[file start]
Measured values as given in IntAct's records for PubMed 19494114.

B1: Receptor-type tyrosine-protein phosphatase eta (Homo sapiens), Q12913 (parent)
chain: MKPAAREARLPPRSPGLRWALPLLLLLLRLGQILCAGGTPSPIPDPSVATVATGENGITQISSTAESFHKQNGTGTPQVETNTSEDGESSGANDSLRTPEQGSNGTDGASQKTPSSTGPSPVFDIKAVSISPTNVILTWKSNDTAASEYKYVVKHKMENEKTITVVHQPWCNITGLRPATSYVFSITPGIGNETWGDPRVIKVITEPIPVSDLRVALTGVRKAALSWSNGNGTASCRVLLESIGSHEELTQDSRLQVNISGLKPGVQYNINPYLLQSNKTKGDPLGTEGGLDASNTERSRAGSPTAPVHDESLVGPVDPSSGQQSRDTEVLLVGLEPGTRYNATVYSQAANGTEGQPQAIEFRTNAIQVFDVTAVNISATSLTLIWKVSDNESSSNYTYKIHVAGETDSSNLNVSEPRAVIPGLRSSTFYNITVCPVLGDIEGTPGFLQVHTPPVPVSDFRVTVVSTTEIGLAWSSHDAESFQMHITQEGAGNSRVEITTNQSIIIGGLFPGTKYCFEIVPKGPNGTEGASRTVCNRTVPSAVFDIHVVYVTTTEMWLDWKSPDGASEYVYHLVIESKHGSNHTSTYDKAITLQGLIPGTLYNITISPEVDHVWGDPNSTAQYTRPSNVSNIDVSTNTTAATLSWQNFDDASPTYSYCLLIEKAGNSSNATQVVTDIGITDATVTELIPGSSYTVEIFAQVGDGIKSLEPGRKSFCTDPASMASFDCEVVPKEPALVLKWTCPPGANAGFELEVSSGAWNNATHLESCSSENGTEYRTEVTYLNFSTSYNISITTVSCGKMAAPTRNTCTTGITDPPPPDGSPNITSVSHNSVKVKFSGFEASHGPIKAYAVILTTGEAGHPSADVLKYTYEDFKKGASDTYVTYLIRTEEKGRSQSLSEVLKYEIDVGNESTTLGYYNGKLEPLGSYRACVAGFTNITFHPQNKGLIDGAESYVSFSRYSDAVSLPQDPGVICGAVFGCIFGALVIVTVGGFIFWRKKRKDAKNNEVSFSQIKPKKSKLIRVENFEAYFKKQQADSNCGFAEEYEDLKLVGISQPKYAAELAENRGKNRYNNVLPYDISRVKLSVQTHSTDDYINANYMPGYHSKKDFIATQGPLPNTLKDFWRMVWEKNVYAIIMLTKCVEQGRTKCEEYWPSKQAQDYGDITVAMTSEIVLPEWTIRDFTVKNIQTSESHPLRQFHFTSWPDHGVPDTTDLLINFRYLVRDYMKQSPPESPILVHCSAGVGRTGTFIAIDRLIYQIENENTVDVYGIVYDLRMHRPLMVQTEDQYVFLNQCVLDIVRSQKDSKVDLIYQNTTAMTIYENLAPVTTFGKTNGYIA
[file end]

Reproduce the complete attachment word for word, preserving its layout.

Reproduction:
Measured values as given in IntAct's records for PubMed 19494114.

B1: Receptor-type tyrosine-protein phosphatase eta (Homo sapiens), Q12913 (parent)
chain: MKPAAREARLPPRSPGLRWALPLLLLLLRLGQILCAGGTPSPIPDPSVATVATGENGITQISSTAESFHKQNGTGTPQVETNTSEDGESSGANDSLRTPEQGSNGTDGASQKTPSSTGPSPVFDIKAVSISPTNVILTWKSNDTAASEYKYVVKHKMENEKTITVVHQPWCNITGLRPATSYVFSITPGIGNETWGDPRVIKVITEPIPVSDLRVALTGVRKAALSWSNGNGTASCRVLLESIGSHEELTQDSRLQVNISGLKPGVQYNINPYLLQSNKTKGDPLGTEGGLDASNTERSRAGSPTAPVHDESLVGPVDPSSGQQSRDTEVLLVGLEPGTRYNATVYSQAANGTEGQPQAIEFRTNAIQVFDVTAVNISATSLTLIWKVSDNESSSNYTYKIHVAGETDSSNLNVSEPRAVIPGLRSSTFYNITVCPVLGDIEGTPGFLQVHTPPVPVSDFRVTVVSTTEIGLAWSSHDAESFQMHITQEGAGNSRVEITTNQSIIIGGLFPGTKYCFEIVPKGPNGTEGASRTVCNRTVPSAVFDIHVVYVTTTEMWLDWKSPDGASEYVYHLVIESKHGSNHTSTYDKAITLQGLIPGTLYNITISPEVDHVWGDPNSTAQYTRPSNVSNIDVSTNTTAATLSWQNFDDASPTYSYCLLIEKAGNSSNATQVVTDIGITDATVTELIPGSSYTVEIFAQVGDGIKSLEPGRKSFCTDPASMASFDCEVVPKEPALVLKWTCPPGANAGFELEVSSGAWNNATHLESCSSENGTEYRTEVTYLNFSTSYNISITTVSCGKMAAPTRNTCTTGITDPPPPDGSPNITSVSHNSVKVKFSGFEASHGPIKAYAVILTTGEAGHPSADVLKYTYEDFKKGASDTYVTYLIRTEEKGRSQSLSEVLKYEIDVGNESTTLGYYNGKLEPLGSYRACVAGFTNITFHPQNKGLIDGAESYVSFSRYSDAVSLPQDPGVICGAVFGCIFGALVIVTVGGFIFWRKKRKDAKNNEVSFSQIKPKKSKLIRVENFEAYFKKQQADSNCGFAEEYEDLKLVGISQPKYAAELAENRGKNRYNNVLPYDISRVKLSVQTHSTDDYINANYMPGYHSKKDFIATQGPLPNTLKDFWRMVWEKNVYAIIMLTKCVEQGRTKCEEYWPSKQAQDYGDITVAMTSEIVLPEWTIRDFTVKNIQTSESHPLRQFHFTSWPDHGVPDTTDLLINFRYLVRDYMKQSPPESPILVHCSAGVGRTGTFIAIDRLIYQIENENTVDVYGIVYDLRMHRPLMVQTEDQYVFLNQCVLDIVRSQKDSKVDLIYQNTTAMTIYENLAPVTTFGKTNGYIA